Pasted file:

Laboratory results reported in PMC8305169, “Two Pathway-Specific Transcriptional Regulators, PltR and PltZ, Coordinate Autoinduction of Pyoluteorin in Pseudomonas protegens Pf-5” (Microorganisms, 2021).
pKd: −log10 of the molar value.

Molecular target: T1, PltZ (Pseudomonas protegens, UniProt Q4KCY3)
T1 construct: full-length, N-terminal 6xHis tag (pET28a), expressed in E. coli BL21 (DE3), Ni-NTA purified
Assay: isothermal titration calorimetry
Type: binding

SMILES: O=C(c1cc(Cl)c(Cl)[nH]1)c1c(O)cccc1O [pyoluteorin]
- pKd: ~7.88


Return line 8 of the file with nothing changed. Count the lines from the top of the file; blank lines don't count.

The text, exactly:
- pKd: ~7.88